This one might make you want to laugh, but there are some folks out there who are legitimately concerned about this. They hear the rumors about AT&T’s upcoming live TV streaming service and they think that DIRECTV installers will show up one day and take away their dishes. Let me tell you, nothing could be further from the truth.
AT&T’s TV service: more questions than answers.
We’ve heard about it for years now. Supposedly AT&T will be launching a service described as “DIRECTV without the dish.” It’s supposedly more than just DIRECTV NOW, the company’s current flagship streaming product. Supposedly it will be 100% feature-for-feature equivalent with DIRECTV Satellite, but will be totally internet delivered.
This doesn’t come as much of a surprise. After all, AT&T was the pioneer of internet-delivered TV with U-Verse. But for now there are more questions than answers. Will this new service be available for everyone? Will it be limited to only those with AT&T internet? How many rooms will be supported? What will the DVR situation be? The truth is we don’t know.
Even those people who have broken their NDAs to reveal details on the internet don’t know. They’re passing along what they see on their screens today, but that could easily change. It’s possible we won’t really know details about the hardware or software until just before launch.
One thing’s for sure: The dish isn’t going away
AT&T operates the largest consumer-facing satellite fleet in the world. They just launched their T16 satellite and it’s very obvious that they are still very committed to satellite TV. AT&T execs have said in the past that they’re done launching satellites, but then they said that before the T16 launch so it’s hard to really know what they’re saying. No matter. Even if AT&T doesn’t launch another satellite, period, they have enough capacity to provide satellite TV services for at least another decade. Probably more.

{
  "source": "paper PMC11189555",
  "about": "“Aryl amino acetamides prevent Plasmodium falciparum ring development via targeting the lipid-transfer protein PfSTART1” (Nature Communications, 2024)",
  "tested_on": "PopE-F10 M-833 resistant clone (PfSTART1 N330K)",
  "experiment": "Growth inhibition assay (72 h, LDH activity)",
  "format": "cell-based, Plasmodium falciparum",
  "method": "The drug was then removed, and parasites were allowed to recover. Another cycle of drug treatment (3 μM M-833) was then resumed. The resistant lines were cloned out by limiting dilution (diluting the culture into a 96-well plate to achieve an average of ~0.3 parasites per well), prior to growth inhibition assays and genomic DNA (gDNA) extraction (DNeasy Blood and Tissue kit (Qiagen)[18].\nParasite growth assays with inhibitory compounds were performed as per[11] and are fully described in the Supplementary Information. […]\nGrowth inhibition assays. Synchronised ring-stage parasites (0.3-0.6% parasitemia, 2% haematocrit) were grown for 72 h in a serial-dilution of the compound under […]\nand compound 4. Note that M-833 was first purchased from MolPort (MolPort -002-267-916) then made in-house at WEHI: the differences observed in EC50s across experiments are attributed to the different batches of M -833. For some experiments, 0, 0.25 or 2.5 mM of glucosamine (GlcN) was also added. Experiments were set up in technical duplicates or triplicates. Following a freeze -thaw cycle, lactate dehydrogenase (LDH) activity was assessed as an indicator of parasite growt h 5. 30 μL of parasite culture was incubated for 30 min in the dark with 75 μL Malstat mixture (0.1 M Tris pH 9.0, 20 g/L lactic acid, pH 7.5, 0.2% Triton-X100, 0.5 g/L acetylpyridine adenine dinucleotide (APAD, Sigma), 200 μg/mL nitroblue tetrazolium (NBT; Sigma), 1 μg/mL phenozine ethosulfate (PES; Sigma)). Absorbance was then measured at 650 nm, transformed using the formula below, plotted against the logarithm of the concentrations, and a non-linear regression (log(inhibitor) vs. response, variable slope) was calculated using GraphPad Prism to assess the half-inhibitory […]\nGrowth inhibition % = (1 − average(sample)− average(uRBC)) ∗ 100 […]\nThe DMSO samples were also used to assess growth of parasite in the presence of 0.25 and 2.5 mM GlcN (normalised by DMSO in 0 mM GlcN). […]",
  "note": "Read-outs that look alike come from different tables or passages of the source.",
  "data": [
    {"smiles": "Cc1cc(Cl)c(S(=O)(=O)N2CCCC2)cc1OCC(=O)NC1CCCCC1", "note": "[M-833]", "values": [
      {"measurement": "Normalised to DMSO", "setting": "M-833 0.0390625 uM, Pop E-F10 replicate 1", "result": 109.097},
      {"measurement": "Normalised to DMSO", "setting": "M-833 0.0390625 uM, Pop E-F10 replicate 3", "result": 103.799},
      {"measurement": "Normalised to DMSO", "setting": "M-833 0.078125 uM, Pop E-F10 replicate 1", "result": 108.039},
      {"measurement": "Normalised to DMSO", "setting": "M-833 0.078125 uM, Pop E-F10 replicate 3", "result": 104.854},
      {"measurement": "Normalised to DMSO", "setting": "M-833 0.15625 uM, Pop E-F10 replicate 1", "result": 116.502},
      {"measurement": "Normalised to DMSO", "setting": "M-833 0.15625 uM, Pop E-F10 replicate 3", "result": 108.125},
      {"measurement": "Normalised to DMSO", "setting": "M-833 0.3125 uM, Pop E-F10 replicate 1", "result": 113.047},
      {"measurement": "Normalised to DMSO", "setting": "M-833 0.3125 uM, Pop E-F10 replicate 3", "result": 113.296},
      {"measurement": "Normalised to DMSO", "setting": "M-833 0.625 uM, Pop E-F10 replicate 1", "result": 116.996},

AT&T (and DIRECTV before it, when they were separate) planned for a massive expansion of 4K content that may never happen. We started talking about 4K on this blog 7 years ago and there still aren’t any full-time 4K channels other than the ones DIRECTV itself provides. Even if some national 4K launches, there’s still no problem with capacity. There are several truly gigantic satellites up there and that’s not going to change.
Yeah, you may have to upgrade some equipment
That’s not new of course. If you’ve been with DIRECTV for 25 years you’ve seen several generations of equipment. At this point all DIRECTV boxes made before 2003 are totally obsolete and any non-HD hardware made before 2015 will soon be just as obsolete. There has been plenty of warning that local standard definition channels are going away. It’s taking longer than expected but it’s definitely happening.
Depending on what dish you do have on your roof, you may want to upgrade at some point. Almost all home installations should have the Reverse Band 3 LNB. This LNB gives you access to all the frequencies and all the satellite locations that DIRECTV uses. Very soon, it will be mandatory for international users and people with 4K service. Sometime after that, it may be needed for people with regular programming. AT&T has consolidated its satellite fleet down to three locations and is aggressively using its RDBS capacity for channels that have been at the 95 or 119 locations.
If you haven’t upgraded yet, get the Reverse Band 3 LNB from Solid Signal and do it yourself with help from our Ultimate Guide. Or, call us and we’ll help arrange for the upgrade to be done by an installer. One call to 888-233-7563 gets you started.